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Exam 1 Study Guide

by: Kenia Viezcas

Exam 1 Study Guide Econ 201

Marketplace > Miami University > Economics > Econ 201 > Exam 1 Study Guide
Kenia Viezcas
GPA 3.4

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About this Document

The Study Guide has been split into terms and concepts. Concepts are in question format so you can go back into the notes I've provided and fill in any blanks. Good luck!
Principles of Macroeconomics
Matthew Makofske
Study Guide
Economics, exam
50 ?




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This 3 page Study Guide was uploaded by Kenia Viezcas on Sunday September 25, 2016. The Study Guide belongs to Econ 201 at Miami University taught by Matthew Makofske in Fall 2016. Since its upload, it has received 169 views. For similar materials see Principles of Macroeconomics in Economics at Miami University.


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Date Created: 09/25/16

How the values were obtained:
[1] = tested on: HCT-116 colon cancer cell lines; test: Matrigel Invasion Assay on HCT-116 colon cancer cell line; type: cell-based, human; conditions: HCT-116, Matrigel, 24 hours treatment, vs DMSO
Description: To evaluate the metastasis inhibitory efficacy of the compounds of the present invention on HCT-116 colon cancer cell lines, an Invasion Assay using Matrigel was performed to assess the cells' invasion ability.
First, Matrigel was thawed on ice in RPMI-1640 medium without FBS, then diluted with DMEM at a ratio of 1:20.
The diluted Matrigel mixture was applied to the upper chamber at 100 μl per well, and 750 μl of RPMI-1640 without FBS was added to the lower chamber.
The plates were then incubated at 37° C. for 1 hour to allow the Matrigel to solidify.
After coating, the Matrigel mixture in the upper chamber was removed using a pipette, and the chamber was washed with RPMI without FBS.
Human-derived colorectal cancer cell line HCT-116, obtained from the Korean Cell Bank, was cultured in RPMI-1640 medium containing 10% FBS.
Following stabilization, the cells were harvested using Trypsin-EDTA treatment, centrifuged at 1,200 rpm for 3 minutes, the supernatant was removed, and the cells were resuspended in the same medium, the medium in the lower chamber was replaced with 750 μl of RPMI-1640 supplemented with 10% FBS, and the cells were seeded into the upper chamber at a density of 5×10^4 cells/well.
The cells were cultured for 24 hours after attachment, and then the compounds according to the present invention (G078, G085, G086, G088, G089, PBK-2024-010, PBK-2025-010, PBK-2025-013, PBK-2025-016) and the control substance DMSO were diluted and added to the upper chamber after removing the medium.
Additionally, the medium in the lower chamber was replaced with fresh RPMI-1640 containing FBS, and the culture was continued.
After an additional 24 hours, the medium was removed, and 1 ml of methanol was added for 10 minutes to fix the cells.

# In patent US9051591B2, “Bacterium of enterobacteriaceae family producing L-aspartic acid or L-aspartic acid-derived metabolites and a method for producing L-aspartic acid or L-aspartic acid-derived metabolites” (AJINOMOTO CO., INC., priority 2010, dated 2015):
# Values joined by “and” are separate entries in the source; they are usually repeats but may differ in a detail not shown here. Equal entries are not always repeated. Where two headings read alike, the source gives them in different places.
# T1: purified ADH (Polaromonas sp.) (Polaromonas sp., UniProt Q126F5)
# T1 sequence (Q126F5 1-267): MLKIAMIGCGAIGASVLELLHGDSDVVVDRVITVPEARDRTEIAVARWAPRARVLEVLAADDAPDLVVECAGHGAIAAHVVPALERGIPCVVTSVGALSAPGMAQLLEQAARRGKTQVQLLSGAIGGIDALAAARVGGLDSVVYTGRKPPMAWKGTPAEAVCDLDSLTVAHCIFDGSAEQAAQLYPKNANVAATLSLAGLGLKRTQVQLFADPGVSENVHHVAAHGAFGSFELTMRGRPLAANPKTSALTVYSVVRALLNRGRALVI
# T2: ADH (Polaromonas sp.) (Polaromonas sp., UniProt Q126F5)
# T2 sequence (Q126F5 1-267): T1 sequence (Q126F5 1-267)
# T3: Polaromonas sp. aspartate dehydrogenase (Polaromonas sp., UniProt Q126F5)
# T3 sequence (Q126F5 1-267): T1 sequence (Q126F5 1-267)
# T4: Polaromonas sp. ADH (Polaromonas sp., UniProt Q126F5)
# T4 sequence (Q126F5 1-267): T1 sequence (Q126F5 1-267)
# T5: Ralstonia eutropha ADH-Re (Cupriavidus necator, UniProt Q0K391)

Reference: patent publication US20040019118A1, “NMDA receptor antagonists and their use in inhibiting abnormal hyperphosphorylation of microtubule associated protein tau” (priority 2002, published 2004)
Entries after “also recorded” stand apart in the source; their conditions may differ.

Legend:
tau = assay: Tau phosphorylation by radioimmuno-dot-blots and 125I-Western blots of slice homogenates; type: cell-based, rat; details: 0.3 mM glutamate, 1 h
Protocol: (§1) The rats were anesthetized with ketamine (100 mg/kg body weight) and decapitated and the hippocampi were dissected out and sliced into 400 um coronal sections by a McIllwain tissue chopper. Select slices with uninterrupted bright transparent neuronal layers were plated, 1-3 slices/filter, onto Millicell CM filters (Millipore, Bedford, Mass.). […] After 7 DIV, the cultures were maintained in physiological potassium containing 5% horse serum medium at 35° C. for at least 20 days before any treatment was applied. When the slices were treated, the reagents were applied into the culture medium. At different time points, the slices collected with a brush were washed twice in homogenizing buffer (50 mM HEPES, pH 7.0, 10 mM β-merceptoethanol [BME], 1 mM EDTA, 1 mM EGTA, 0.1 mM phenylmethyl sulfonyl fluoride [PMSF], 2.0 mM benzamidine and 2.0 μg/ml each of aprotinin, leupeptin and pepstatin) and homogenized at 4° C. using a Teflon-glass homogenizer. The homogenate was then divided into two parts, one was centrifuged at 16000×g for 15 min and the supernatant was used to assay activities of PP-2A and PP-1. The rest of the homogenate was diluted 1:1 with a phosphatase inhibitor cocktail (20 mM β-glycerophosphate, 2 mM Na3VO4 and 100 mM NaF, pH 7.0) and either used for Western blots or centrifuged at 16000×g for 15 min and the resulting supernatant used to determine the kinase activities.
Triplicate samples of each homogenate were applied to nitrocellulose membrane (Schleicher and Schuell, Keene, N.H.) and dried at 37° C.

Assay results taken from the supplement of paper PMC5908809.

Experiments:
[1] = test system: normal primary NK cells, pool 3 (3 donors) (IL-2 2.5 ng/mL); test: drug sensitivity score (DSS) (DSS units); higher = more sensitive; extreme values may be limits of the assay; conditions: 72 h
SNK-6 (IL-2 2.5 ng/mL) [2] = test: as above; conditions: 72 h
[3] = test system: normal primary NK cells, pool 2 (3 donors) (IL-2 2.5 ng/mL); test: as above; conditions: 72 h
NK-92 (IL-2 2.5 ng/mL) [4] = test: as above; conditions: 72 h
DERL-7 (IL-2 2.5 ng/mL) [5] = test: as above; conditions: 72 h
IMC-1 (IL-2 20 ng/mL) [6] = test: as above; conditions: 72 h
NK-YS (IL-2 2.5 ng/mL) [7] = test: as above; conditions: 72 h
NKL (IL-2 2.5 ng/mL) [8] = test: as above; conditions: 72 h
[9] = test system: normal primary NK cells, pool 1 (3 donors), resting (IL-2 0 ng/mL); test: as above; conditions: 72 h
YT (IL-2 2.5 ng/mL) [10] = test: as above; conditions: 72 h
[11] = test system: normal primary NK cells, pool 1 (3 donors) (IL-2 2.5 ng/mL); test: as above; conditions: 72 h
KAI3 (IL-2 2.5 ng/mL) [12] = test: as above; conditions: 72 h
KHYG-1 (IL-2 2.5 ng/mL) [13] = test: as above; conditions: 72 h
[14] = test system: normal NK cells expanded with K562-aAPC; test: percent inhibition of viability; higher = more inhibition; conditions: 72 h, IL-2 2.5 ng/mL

Terms Economics                  Negative/Positive Externality  Production Possibilities Set (PPS_  Allocate  goods and services  Production PossibilitiesFrontier(PPF) Efficiency  Intrinsic Consumption Value Positive Statement   Competitive  Factors of Production (FOP) Normative Statement  Cartel  Production Point (PoP) OC aof X / OC bf Y Monopoly  Feasible  Absolute Advantage  Microeconomics Macro economics  Comparative Advantage  Opportunity Cost Price of Trade  Terms of Trade  Individual Demand Demand  Quantity Demanded   ­ Demand Schedule   ­ Demand Curve  ­ Demand Function  Concepts  Seven Principles of Economics  1. People and societies face trade offs 2. The cost of something is EVERYTHING you give up to get it 3. Rational People make decisions at the margin 4. People respond to incentives  5. Trade can make all parties of that trade better off  6. Markets are usually a good way to organize economic activity 7. Government can sometimes improve market outcomes Circular Flow Models ­ help understand how an economy functions as a whole  Assumption 1: Two types of economic actors: Households/Individuals(HH) and Firms! Assumption 2: Society has an endowment of resources, owned by HH initially  Assumption 3: Production is possible  Assumption 4: Households form firms to produce final goods and services Assumption 5: Society has money (or a medium of exchange for something of value)  The Productions Possibility Frontier (PPF) ­ shows the tradeoff economies face in the  production of two different goods (assuming there is a fixed economy)  PoP is not feasible or efficient (If y increases, and x stays unchanged it’s not feasible) If the ability to make cars improves, something else has to stay the same or decrease If PPF were to shift inward, there is an external defect (like natural disaster)  What makes a point feasible? Anything that increases the FOP  Bilateral Model of Trade (two individuals, two countries, etc.)­ when will it be beneficial to both  parties to trade with one another? Assume: two particle can use single input to produce two goods  Positive Statements  Normative Statements  A claim about the way the world is  claim about the way the world should be  Based on scientific judgments  Always involved value judgments and  Not based on value judgments other scientific judgments When a party can produce more of a good than the other party, they have Absolute Advantage,  when the other party can produce a good at a lower opportunity cost, they have Comparative  Advantage.  Is it possible for a party to have Absolute Advantage in any, one, or both of the goods being traded? Is it possible for one party to have CA over another good? The “Law” of Comparative Advantage­ When CA exists, firm must specialize in a good, but  why? How do parties agree how much of each good they’ll produce so they can specialize in making  that good? Px= Price of X= Amount of Y given up  X  Py= Price of Y= Amount of X given up  Y  Px= 1/ Py and Py=1/Px  How do markets allocate resources according to individual buyers and sellers? Who determines the price of the good? What role does the price play in determining the amount of the good sold? Assumptions of a competitive market: ­ Medium exchange = money ­ Homogenous goods= different sellers are buying identical goods  ­ Many buyer, many sellers ­ No buyer or seller can influence the price unless it’s a monopoly  Quantity Demanded (Q ) v. Individual Quantity Demanded (q ) d D d Q (P) is the some of q  across all buys in market As Price (P) Increased, Quantity Demanded Decreases*  As Price (P) Decreased, Quantity Demanded Increases* *neither of these outcomes affect Demand (Laws) of Demand­ How do prices of goods affect quantity demanded?         What happens to Demand when Price Changes? How are demand and individual demand different? How is increase in demand illustrated vs. a decrease in demand?  What does a shift mean and what does it look like? Increase and decrease in demand.  How are a shift in a curve and a shift in a point on a curve different? What causes changes in demand? Know how this affects the buyers and the direction of the shift in the demand curve. 


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